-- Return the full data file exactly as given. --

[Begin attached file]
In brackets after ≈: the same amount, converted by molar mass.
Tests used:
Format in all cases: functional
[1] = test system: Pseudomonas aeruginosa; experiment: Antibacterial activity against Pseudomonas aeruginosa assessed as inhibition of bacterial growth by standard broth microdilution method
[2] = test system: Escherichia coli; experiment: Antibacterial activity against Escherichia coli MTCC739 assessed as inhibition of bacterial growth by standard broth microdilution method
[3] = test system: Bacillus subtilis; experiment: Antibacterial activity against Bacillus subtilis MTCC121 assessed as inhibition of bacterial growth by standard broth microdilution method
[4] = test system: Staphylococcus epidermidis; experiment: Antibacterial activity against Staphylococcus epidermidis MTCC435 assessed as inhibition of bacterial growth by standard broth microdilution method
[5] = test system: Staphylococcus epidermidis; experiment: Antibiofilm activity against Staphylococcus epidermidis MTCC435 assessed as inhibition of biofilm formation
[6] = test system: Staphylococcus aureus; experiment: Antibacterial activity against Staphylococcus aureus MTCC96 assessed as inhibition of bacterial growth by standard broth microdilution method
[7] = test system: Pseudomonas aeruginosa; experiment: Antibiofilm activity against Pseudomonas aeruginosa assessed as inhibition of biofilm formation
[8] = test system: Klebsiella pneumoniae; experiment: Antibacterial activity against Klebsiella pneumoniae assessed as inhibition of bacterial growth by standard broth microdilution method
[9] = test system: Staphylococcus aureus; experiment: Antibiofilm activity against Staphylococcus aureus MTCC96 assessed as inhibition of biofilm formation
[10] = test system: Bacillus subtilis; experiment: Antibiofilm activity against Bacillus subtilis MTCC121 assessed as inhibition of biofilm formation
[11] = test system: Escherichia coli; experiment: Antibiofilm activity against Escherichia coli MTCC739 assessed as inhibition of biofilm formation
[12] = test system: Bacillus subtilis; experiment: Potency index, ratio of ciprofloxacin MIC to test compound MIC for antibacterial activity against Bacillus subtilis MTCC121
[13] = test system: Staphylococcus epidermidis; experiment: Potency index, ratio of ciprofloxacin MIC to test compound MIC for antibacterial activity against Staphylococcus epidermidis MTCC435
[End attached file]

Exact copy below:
In brackets after ≈: the same amount, converted by molar mass.
Tests used:
Format in all cases: functional
[1] = test system: Pseudomonas aeruginosa; experiment: Antibacterial activity against Pseudomonas aeruginosa assessed as inhibition of bacterial growth by standard broth microdilution method
[2] = test system: Escherichia coli; experiment: Antibacterial activity against Escherichia coli MTCC739 assessed as inhibition of bacterial growth by standard broth microdilution method
[3] = test system: Bacillus subtilis; experiment: Antibacterial activity against Bacillus subtilis MTCC121 assessed as inhibition of bacterial growth by standard broth microdilution method
[4] = test system: Staphylococcus epidermidis; experiment: Antibacterial activity against Staphylococcus epidermidis MTCC435 assessed as inhibition of bacterial growth by standard broth microdilution method
[5] = test system: Staphylococcus epidermidis; experiment: Antibiofilm activity against Staphylococcus epidermidis MTCC435 assessed as inhibition of biofilm formation
[6] = test system: Staphylococcus aureus; experiment: Antibacterial activity against Staphylococcus aureus MTCC96 assessed as inhibition of bacterial growth by standard broth microdilution method
[7] = test system: Pseudomonas aeruginosa; experiment: Antibiofilm activity against Pseudomonas aeruginosa assessed as inhibition of biofilm formation
[8] = test system: Klebsiella pneumoniae; experiment: Antibacterial activity against Klebsiella pneumoniae assessed as inhibition of bacterial growth by standard broth microdilution method
[9] = test system: Staphylococcus aureus; experiment: Antibiofilm activity against Staphylococcus aureus MTCC96 assessed as inhibition of biofilm formation
[10] = test system: Bacillus subtilis; experiment: Antibiofilm activity against Bacillus subtilis MTCC121 assessed as inhibition of biofilm formation
[11] = test system: Escherichia coli; experiment: Antibiofilm activity against Escherichia coli MTCC739 assessed as inhibition of biofilm formation
[12] = test system: Bacillus subtilis; experiment: Potency index, ratio of ciprofloxacin MIC to test compound MIC for antibacterial activity against Bacillus subtilis MTCC121
[13] = test system: Staphylococcus epidermidis; experiment: Potency index, ratio of ciprofloxacin MIC to test compound MIC for antibacterial activity against Staphylococcus epidermidis MTCC435